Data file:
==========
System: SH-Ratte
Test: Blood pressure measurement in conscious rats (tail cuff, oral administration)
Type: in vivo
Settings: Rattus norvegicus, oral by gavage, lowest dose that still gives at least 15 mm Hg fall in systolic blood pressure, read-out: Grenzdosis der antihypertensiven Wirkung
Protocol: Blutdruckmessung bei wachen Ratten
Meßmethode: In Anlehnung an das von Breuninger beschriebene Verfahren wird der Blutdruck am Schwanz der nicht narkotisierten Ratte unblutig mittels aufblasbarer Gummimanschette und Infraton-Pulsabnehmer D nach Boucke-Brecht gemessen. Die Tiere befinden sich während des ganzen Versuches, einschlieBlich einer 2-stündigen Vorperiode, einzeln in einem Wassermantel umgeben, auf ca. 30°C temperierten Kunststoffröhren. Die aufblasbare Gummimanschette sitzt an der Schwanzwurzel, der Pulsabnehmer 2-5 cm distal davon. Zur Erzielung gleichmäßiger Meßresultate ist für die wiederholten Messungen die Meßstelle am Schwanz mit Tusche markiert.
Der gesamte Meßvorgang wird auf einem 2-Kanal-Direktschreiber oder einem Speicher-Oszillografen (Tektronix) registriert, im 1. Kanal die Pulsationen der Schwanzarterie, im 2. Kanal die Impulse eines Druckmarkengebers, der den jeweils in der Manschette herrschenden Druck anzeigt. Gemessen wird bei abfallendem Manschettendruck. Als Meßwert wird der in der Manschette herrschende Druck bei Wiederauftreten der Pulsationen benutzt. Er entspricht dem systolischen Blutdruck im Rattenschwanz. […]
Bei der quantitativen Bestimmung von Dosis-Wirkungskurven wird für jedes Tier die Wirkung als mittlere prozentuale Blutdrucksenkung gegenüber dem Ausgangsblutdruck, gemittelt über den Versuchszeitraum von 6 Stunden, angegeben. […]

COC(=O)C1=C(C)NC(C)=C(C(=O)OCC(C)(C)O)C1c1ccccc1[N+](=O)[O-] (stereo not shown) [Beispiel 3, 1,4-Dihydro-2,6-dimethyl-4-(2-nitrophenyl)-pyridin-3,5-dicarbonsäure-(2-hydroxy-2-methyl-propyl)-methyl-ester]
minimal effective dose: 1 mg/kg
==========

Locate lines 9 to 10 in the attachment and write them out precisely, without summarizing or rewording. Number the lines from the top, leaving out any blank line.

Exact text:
COC(=O)C1=C(C)NC(C)=C(C(=O)OCC(C)(C)O)C1c1ccccc1[N+](=O)[O-] (stereo not shown) [Beispiel 3, 1,4-Dihydro-2,6-dimethyl-4-(2-nitrophenyl)-pyridin-3,5-dicarbonsäure-(2-hydroxy-2-methyl-propyl)-methyl-ester]
minimal effective dose: 1 mg/kg